Good Morning Perugia! Alliances are possible, Internet’s navel, digital editorial standards and the death of foreign affairs

Good morning from Perugia!


THE AGE OF COLLABORATION Publishers control content, not distribution any more, comments Mathew Ingram. Facebook is experimenting with the possibility of publishing content straight from news websites (Nyt) and wants to “shift news experiences to mobile platforms in particular”, says Andy Mitchell, Facebook director of news and media partnerships (him). How? By seeking “collaboration with publishers, not competition” (Repubblica). Ditto for Madhav Chinnappa, head of news partnerships at Google: “An alliance between Google and publishers? Definitely yes”.

There could be casualties… but certainly not as far as users are concerned. 88% of Millenials, and 71% of young Italians read news on Facebook. Andy Mitchell can therefore rebut accusations made by publishers: “Providing the fastest possible access to content is our priority and benefits everyone”.

Challenge taken up The director of the La Stampa daily, Mario Calabresi, makes a proposal: “Enough of thinking that what is posted on social media cannibalizes news websites; enough of just pasting links. The content published under my brand has to get out there” (La Stampa). “Sharing advertising revenue sharing and user information exchange could be conditions for an agreement. After all “Facebook and Google have grabbed users at a molecular level. Newspapers have failed to do that”. (Twitter).

*No more kittens The most shared news on Facebook in the past months (Twitter)
*Keynote speech by Andy Mitchell (You Tube)

Real world Parlando di Google… Speaking of Google… The European Union has officially accused the search engine of abusing its dominant position in promoting its e-commerce services. Furthemore, a separate complaint has been filed for Android. What now? Google now has 10 weeks to respond to the statement of objections (Wired).
Miss the point Markets regulate businesses better than politics ever could, writes the New York Times.
Google’s stance In two posts: one on Search, the other on Android.


Internet’s navel
According to Dan Gillmor we are now in a re-centralization stage of the internet, because “users are collectively choosing convenience over freedom”. Gilmor had spoken of the need to re-decentralize the net in a long article on The Atlantic, quoting the inventor of the World Wide Web Tim Berners-Lee (Ars Technica).

What to say when talking about CSMs The Washington Post is developing its own CSM (Content Management System) – as stated by Greg Barber, the daily’s director of digital news products –  and is hoping to place it on the market for use by other news publishers.

Digital or anarchy Accuracy, independence and impartiality: that’s how Kellie Riordan, journalist at ABC Radio sums up editorial rules for the digital world (her speech at ijf15).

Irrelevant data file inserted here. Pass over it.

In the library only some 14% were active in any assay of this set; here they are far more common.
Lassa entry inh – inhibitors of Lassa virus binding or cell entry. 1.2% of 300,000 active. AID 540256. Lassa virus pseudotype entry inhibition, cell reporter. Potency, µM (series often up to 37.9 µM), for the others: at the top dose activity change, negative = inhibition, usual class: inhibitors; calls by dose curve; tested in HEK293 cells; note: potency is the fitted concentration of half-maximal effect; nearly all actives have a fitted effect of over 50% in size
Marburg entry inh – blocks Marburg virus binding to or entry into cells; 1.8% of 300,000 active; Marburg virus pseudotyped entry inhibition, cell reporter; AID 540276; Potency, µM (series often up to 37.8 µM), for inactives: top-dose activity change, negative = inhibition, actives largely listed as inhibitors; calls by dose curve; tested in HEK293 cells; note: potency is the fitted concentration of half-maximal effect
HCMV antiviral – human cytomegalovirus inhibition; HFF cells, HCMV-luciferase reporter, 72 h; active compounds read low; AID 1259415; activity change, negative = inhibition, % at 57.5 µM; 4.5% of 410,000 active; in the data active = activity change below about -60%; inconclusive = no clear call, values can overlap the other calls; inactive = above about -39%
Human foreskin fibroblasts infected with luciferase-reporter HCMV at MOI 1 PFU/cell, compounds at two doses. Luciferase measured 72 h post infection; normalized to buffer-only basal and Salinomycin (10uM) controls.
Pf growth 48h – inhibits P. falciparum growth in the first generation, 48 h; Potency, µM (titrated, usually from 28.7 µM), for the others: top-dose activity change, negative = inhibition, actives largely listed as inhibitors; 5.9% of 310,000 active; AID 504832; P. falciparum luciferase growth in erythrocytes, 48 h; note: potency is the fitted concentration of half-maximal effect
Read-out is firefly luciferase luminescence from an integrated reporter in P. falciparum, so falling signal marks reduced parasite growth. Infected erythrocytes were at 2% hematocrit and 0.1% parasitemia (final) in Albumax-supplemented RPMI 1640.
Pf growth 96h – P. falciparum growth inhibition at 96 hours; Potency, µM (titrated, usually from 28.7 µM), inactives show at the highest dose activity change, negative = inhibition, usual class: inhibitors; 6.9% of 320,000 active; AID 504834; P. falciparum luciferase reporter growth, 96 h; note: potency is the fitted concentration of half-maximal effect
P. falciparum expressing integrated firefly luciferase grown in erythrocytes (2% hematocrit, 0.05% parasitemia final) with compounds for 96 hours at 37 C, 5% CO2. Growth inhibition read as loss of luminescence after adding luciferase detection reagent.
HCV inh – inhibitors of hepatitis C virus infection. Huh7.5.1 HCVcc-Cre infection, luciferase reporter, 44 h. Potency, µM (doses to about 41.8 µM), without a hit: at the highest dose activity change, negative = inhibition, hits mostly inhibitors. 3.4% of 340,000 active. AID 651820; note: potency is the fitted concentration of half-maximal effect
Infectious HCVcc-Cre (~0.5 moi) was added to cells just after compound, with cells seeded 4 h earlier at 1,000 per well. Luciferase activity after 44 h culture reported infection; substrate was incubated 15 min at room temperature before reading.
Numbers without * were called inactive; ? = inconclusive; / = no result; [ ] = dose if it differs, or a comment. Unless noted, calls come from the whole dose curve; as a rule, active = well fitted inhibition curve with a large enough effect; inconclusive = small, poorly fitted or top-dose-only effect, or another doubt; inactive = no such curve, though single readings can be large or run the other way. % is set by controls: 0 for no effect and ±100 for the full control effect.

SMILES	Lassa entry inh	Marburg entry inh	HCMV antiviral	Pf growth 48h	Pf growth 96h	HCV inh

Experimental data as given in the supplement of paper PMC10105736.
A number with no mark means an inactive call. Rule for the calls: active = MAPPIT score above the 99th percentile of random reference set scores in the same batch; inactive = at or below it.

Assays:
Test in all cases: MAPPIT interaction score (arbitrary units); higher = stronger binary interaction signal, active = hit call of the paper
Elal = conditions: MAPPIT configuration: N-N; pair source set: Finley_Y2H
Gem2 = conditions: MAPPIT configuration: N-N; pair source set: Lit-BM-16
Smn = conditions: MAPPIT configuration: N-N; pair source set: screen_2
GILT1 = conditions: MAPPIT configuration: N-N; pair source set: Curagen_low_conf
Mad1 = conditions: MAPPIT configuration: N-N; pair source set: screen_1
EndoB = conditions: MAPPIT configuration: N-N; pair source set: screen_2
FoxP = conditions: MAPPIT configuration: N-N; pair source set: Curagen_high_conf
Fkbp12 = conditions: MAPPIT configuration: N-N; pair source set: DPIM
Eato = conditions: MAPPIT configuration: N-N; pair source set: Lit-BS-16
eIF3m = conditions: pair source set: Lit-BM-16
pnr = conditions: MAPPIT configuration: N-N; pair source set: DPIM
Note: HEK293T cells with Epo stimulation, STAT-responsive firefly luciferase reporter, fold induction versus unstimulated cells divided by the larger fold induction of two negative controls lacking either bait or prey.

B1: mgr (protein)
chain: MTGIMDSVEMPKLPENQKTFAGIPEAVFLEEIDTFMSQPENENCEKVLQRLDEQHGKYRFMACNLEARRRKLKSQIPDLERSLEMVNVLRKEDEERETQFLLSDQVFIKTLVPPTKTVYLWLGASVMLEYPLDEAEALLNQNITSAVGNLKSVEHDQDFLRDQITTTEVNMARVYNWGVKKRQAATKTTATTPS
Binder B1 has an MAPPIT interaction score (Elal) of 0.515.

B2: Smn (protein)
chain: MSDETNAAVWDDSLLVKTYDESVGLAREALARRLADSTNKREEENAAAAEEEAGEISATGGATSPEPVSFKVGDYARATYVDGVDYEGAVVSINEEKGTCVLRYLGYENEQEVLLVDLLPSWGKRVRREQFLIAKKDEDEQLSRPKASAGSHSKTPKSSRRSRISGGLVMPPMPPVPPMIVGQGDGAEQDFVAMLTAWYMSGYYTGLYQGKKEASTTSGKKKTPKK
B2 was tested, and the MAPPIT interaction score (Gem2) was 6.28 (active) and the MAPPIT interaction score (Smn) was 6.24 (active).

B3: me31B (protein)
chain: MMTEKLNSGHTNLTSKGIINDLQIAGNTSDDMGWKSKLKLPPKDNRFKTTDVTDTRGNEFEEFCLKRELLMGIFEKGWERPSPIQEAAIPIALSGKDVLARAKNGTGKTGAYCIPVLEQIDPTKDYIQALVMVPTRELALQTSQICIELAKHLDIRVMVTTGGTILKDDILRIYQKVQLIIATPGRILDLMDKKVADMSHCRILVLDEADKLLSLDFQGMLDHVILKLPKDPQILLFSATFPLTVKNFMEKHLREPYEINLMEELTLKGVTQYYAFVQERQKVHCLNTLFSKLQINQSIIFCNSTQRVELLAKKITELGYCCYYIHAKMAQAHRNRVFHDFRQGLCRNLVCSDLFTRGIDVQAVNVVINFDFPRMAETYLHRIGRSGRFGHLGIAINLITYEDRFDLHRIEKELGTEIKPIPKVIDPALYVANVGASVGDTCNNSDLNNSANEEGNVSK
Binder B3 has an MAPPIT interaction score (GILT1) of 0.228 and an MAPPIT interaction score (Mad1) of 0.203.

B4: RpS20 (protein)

Foreign affairs no more? “Soon there will be even fewer foreign correspondents covering news such as wars and elections, but there will be more and more space for stories” says Anna Momigliano, who has written this about the role of foreign affairs in present day journalism.


*The writer who doesn’t have to try too hard
Alessandro Baricco: “First I look up comments on Torino football fan forums and sometimes in the evening I also take a look at reader’s comments on Amazon. The worst ones aren’t the ones that criticize but the positive ones, like those saying the have two favorite authors: myself and Coelho”. *If information matters to journalists alone My wishes for the Festival (Luca De Biase).
*Adjectives for a Festival (You Trend).
*Wanted Do you wonder why the free network #ijf15 (thanks!) was “slow” yesterday? Someone had disconnected the modem in the news room to recharge their camera.


Where journalists die 
A well know Ukrainian journalist, Oles Buzina, was killed in Kiev yesterday.  Russia’s president Putin has has spoken of a political murder: Buzina was renowned for his pro Russian and anti Maidan stance (ANSA).


WHATEVER HAPPENED TO SNOWDEN? For the first time in Italy there will be a debate with the protagonist of Datagate, the scandal about the mass surveillance system by the National Security Agency: Edward Snowden and the discourse on surveillance and privacy (Sala dei Notari, 6 pm)

*Keynote speech by Aron Pilhofer, executive director of digital at The Guardian (Sala dei Notari, 12 pm)
*User-generated content in online new: the good, the ugly and the real bad (Palazzo Sorbello, 3.15 pm)
*Why journalist should be activists by Dan Gillmor (Teatro della Sapienza, 3.30 pm)
*Gazebo Live! (Sala dei Notari, 10 pm)


THE WORLD OUT THERE IS TALKING ABOUT… Greece is flat broke; the “civilization” carnage on a boat of migrants; Renzi’s visit to his American friend; Asia moves ahead; Putin puts on a reassuring face.

Good Morning Perugia is provided by Good Morning Italia for the International Journalism Festival. Find out more about Good Morning Italia and try it free of charge on